By Gerd Meuer
As Ebola keeps spreading across West Africa, more and more governments are deciding to close their airports to flights from affected countries. Some countries have also declared their will to close their land orders, whereas in other countries entire regions have been cordoned off.
This writer is tempted to state that those measures are most useless. And he pretends to know why … having crossed those official, artificial borders, as created by the 1884/85 Berlin conference, several hundred times since 1962. Yes, there is an official border between Togo and Ghana right in the middle between Lome/Togo and Aflao/Ghana. In times of political turmoil in either Togo or Ghana this border has been closed umpteen times. But then people simply crossed the border only a few hundred yards northward; and this all the way for hundreds of miles to Burkina Faso … If only to beat those ‚way-layers in uniform‘ (Nigerian idiom) at the official border points.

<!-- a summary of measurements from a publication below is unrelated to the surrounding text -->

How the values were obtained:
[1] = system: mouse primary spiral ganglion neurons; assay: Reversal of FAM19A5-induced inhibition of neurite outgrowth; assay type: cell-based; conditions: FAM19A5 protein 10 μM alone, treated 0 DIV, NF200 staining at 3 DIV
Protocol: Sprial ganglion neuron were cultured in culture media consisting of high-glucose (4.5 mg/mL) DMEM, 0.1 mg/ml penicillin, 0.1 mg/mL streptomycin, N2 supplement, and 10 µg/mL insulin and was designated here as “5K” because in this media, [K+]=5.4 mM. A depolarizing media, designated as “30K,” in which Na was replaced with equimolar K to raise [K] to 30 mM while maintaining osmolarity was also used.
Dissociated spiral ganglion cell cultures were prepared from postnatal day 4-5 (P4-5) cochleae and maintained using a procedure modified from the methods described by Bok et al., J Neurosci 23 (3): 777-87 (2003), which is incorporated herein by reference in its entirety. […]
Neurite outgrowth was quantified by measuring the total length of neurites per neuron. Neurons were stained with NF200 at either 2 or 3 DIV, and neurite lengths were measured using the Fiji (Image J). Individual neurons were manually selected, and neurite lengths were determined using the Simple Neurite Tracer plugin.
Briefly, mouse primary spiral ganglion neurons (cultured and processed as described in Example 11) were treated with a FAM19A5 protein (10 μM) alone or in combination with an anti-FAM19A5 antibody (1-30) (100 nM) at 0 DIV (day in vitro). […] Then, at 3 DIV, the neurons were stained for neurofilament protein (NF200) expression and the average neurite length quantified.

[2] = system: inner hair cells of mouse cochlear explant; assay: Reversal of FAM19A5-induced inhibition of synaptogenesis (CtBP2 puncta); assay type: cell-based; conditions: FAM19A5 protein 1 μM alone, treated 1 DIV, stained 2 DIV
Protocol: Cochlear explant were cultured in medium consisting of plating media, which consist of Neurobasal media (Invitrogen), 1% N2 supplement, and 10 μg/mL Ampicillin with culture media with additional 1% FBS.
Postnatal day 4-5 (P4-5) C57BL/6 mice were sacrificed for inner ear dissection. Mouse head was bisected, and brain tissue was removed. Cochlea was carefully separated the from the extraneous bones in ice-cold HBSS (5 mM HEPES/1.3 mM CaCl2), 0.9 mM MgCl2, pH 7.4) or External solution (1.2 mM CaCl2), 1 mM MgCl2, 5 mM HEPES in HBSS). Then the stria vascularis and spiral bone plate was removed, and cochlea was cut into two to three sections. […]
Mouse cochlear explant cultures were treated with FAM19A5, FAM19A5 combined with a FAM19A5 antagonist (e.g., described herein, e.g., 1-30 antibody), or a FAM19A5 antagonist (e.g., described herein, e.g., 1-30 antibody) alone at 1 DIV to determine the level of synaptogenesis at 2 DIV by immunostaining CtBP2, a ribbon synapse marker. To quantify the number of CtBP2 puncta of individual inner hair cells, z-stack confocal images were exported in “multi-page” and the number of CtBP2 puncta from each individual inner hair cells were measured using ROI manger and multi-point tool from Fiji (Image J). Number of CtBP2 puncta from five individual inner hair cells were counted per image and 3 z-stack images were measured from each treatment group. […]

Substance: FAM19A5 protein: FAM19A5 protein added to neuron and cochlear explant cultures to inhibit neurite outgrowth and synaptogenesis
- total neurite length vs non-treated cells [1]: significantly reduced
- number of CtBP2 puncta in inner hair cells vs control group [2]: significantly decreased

Between Mauritania in the North and Angola in the South millions of people are thus crossing those borders with their wares/products, be they foodstuffs, textiles or spare-parts.
Any efficient CONTROL? Simply impossible. Just as well, since those commercial exchanges are vital to people on both sides of those borders, even for plain survival. This almost ‚free exchange of goods‘, especially of local foodstuffs, is a MUST. You stop it and you provoke massive shortages on both sides.
To which shortages you must add – in the Nigerian case – those shortages already provoked by the massive flight of farmers – and traders – from the BOKO HARAM raiders In Northern Nigeria and the neighbouring states of Cameroun, Chad and Niger, regions where food shortages are already rampant.
It is a catastrophe now being worsened by EBOLA – a catastrophe which so far goes rather UN-reported.
Gerd Meuer is formerly a German radio correspondent in West Africa